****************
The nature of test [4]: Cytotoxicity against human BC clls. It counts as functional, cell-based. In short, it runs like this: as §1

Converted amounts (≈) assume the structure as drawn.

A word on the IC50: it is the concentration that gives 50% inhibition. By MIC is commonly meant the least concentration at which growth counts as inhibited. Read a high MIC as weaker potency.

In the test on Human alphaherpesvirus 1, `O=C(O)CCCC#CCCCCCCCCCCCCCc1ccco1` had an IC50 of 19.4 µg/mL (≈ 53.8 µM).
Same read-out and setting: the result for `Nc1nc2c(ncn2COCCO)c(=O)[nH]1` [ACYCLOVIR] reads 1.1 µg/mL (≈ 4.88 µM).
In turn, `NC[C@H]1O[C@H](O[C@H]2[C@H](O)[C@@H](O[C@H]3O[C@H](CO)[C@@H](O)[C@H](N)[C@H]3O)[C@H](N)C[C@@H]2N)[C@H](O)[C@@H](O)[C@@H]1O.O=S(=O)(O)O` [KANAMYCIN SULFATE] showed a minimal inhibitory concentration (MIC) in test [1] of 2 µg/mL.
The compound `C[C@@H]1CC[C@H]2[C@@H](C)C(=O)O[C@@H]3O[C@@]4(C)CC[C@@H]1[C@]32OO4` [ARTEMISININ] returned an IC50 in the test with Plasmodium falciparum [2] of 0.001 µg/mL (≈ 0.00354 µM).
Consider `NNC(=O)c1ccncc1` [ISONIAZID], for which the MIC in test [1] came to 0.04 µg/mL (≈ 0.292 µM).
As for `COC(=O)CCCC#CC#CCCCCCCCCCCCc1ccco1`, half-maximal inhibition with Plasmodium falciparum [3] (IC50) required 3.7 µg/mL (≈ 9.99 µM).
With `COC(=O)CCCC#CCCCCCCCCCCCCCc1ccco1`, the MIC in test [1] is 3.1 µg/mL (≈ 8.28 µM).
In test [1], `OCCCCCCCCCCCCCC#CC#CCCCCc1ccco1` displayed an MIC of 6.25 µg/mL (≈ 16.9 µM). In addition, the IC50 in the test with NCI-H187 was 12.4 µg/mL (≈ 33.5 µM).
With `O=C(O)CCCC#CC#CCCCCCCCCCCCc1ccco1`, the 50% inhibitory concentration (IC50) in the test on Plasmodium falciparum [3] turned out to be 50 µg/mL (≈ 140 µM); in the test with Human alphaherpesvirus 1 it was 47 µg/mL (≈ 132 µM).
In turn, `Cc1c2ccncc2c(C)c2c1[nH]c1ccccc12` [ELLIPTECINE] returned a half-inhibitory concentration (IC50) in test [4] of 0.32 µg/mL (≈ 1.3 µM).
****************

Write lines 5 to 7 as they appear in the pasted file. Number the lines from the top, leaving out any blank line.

Same read-out and setting: the result for `Nc1nc2c(ncn2COCCO)c(=O)[nH]1` [ACYCLOVIR] reads 1.1 µg/mL (≈ 4.88 µM).
In turn, `NC[C@H]1O[C@H](O[C@H]2[C@H](O)[C@@H](O[C@H]3O[C@H](CO)[C@@H](O)[C@H](N)[C@H]3O)[C@H](N)C[C@@H]2N)[C@H](O)[C@@H](O)[C@@H]1O.O=S(=O)(O)O` [KANAMYCIN SULFATE] showed a minimal inhibitory concentration (MIC) in test [1] of 2 µg/mL.
The compound `C[C@@H]1CC[C@H]2[C@@H](C)C(=O)O[C@@H]3O[C@@]4(C)CC[C@@H]1[C@]32OO4` [ARTEMISININ] returned an IC50 in the test with Plasmodium falciparum [2] of 0.001 µg/mL (≈ 0.00354 µM).